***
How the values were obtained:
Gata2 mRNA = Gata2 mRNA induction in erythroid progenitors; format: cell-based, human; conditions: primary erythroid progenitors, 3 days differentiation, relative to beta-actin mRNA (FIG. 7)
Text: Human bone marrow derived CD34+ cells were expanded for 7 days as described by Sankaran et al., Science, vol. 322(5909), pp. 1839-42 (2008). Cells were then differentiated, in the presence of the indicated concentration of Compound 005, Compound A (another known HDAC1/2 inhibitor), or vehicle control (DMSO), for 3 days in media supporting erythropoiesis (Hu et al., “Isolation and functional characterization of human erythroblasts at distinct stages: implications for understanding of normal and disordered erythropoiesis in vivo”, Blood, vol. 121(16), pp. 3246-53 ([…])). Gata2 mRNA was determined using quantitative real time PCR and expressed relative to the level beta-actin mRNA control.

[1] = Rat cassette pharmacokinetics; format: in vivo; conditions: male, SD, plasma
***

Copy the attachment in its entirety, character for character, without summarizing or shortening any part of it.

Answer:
How the values were obtained:
Gata2 mRNA = Gata2 mRNA induction in erythroid progenitors; format: cell-based, human; conditions: primary erythroid progenitors, 3 days differentiation, relative to beta-actin mRNA (FIG. 7)
Text: Human bone marrow derived CD34+ cells were expanded for 7 days as described by Sankaran et al., Science, vol. 322(5909), pp. 1839-42 (2008). Cells were then differentiated, in the presence of the indicated concentration of Compound 005, Compound A (another known HDAC1/2 inhibitor), or vehicle control (DMSO), for 3 days in media supporting erythropoiesis (Hu et al., “Isolation and functional characterization of human erythroblasts at distinct stages: implications for understanding of normal and disordered erythropoiesis in vivo”, Blood, vol. 121(16), pp. 3246-53 ([…])). Gata2 mRNA was determined using quantitative real time PCR and expressed relative to the level beta-actin mRNA control.

[1] = Rat cassette pharmacokinetics; format: in vivo; conditions: male, SD, plasma